25 Jul 2005
Heart and Soul showcase at The Roadhouse 
Manchester's Roadhouse filled on Saturday for the first showcase of new label Heart & Soul, part of the Futuresonic festival. Many apologies to those who thought this was happening on 23 August following wrong information given on this site last week.

Label boss Martin Moscrop (ACR) was not in attendence due to holiday commitments, leaving A&R men Rob Bright (ex-Hacienda DJ) and Paul Dering (ex-Red Seal) to gladhand the numerous guests - including F4's Tom Clarke, ex-Hacienda / Dry manager Leroy Richardson, ex-Smith Andy Rourke, ex-Mondays Paul Davis, Everton and Gavan Whelan, Jason Boardman and others.

Solo artist 0898 Dave was highly entertaining, despite the obvious sound problems that were rectified (Andy Rourke still has his uses) in time for Kings Have Long Arms. Both acts present electronic cabaret with a humorous twist - 0898 Dave being of the cerebral kind - think electro Albertos - whilst Kings were reminiscent of Fat Truckers (with whom Adrian collaborates) - think funny Tack Head.

Gig over, all that was left was for Paul Dering to point out that some of the tables in The Roadhouse used to belong in Dry, along with some of the high-backed plywood chairs. Leroy confirmed this as the truth. It was that kind of night.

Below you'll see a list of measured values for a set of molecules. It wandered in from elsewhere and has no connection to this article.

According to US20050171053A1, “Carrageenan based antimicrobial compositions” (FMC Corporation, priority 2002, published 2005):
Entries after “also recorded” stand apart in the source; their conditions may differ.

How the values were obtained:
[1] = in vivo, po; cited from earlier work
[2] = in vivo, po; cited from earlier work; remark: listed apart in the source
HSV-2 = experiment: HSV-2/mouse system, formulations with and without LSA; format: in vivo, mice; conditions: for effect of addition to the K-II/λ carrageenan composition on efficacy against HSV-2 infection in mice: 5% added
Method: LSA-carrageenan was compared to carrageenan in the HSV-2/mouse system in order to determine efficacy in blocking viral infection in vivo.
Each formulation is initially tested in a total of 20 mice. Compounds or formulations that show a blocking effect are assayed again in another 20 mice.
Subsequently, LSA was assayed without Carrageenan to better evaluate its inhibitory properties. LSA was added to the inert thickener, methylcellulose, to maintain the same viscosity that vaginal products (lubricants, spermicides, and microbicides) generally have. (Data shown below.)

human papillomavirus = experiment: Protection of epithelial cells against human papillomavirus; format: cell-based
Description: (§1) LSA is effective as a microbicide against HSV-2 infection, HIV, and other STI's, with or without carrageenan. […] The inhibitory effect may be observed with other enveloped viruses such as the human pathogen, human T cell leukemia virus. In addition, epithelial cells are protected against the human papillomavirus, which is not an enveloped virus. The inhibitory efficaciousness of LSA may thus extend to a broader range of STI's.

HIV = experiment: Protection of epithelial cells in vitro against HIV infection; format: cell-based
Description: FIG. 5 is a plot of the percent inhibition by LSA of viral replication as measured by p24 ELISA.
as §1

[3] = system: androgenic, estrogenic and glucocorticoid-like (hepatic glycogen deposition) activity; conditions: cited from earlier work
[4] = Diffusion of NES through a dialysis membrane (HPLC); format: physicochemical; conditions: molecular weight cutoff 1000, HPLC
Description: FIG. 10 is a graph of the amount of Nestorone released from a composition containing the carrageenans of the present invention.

Thanks to OMMCR.

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A Certain Ratio

"Manchester, 1978. In the beginning there were four: Jez Kerr (bass), Martin Moscrop (guitar/trumpet), Peter Terrel (guitar/effects) and Simon Topping (vocals/trumpet). Four thin boys with a name borrowed from a Brian Eno record, the intense, drummerless quartet initially drew influence from Wire, Eno, the Velvets and Kraftwerk, and gained a manager in Anthony Wilson of Factory Records.

"May 1979 saw the release of their first ACR single, the dark All Night Party, although the sound and musicianship of the band would be transformed by the arrival of funky drummer Donald Johnson (DoJo) in August. Over the next few months the band gigged widely, often with Joy Division as part of Factory packages, and recorded demos with producer Martin Hannett as well as a Peel session. Their support slot with Talking Heads on their UK tour in December 1979 set David Byrne on a new course, and provided the compelling live half of their chic cassette package The Graveyard and the Ballroom. Post-punk, ACR now reflected the influence of Funkadelic, George Clinton, Bootsy Collins, The Bar Kays and James Brown."

- intro to ACR Biography by James Nice (LTM)

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